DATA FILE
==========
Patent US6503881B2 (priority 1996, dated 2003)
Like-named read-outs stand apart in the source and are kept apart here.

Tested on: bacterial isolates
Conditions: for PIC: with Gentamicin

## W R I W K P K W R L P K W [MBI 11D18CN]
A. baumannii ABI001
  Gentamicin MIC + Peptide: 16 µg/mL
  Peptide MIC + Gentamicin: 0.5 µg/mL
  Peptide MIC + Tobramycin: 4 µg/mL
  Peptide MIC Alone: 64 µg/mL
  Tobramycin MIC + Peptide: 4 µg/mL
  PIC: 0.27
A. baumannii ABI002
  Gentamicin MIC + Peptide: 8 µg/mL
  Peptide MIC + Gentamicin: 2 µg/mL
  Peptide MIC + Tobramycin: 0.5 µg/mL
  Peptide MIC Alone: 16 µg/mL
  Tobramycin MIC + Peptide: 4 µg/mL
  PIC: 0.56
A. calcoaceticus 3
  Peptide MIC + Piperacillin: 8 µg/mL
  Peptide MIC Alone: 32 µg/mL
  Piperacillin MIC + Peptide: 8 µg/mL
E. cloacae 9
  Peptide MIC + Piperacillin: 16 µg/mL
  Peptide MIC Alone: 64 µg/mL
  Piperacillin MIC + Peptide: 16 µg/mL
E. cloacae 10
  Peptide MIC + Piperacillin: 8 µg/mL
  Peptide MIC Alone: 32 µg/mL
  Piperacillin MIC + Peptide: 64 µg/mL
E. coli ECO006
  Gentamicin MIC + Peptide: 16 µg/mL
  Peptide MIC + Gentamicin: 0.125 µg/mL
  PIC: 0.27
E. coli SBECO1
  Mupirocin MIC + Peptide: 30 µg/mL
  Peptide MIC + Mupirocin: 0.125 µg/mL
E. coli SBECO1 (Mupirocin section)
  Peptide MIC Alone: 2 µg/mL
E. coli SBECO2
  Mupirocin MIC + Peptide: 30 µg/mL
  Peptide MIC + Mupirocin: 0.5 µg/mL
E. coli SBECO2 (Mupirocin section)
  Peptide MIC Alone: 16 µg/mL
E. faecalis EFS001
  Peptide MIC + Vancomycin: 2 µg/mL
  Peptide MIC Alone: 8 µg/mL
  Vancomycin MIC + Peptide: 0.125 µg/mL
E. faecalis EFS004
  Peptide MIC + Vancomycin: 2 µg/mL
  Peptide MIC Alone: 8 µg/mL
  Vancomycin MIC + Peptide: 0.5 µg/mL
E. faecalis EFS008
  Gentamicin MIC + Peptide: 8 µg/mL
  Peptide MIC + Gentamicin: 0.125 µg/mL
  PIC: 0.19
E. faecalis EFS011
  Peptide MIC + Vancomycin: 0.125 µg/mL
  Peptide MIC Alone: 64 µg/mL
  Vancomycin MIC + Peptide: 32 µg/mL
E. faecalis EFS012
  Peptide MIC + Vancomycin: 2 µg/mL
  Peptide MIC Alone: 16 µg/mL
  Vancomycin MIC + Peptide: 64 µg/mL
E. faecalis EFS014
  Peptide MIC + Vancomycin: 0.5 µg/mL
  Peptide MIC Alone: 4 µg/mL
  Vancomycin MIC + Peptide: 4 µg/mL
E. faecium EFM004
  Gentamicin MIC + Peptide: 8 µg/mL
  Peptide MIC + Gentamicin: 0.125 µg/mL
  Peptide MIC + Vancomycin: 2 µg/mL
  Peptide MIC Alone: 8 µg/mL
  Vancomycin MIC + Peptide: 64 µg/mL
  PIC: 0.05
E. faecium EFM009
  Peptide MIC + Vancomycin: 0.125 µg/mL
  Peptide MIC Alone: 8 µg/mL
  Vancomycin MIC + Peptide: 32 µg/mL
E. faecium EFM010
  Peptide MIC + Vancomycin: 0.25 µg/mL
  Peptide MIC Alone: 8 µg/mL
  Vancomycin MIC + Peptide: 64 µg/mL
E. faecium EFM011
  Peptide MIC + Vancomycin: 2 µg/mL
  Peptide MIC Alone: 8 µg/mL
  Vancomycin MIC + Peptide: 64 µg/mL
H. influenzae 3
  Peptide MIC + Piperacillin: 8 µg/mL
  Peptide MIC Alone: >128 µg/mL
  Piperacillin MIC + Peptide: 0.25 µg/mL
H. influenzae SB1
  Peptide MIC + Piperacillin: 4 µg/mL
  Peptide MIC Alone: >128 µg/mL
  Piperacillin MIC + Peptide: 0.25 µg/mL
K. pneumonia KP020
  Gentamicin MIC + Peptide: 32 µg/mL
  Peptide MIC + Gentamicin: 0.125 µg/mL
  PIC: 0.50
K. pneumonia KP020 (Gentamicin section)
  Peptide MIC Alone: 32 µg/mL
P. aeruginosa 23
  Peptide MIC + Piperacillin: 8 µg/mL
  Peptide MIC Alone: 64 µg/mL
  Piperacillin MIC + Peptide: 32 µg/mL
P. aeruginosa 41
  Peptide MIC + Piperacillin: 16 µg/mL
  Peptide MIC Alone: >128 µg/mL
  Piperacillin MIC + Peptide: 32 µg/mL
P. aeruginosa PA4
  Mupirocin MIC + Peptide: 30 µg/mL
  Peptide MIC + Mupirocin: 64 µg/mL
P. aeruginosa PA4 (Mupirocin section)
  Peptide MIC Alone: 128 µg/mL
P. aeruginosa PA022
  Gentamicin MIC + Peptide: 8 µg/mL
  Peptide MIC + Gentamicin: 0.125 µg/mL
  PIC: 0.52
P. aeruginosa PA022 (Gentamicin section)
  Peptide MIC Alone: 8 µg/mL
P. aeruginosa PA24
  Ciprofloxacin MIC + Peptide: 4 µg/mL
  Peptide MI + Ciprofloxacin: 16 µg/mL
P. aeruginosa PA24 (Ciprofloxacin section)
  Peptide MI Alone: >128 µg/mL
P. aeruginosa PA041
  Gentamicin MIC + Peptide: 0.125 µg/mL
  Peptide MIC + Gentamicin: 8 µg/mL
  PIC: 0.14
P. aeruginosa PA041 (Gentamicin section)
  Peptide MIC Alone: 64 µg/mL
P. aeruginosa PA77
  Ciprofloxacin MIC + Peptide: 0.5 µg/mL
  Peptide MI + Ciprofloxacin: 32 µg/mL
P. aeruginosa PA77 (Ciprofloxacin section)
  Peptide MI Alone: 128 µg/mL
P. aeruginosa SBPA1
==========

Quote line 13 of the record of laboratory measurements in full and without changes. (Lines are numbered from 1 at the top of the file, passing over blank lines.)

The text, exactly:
A. baumannii ABI002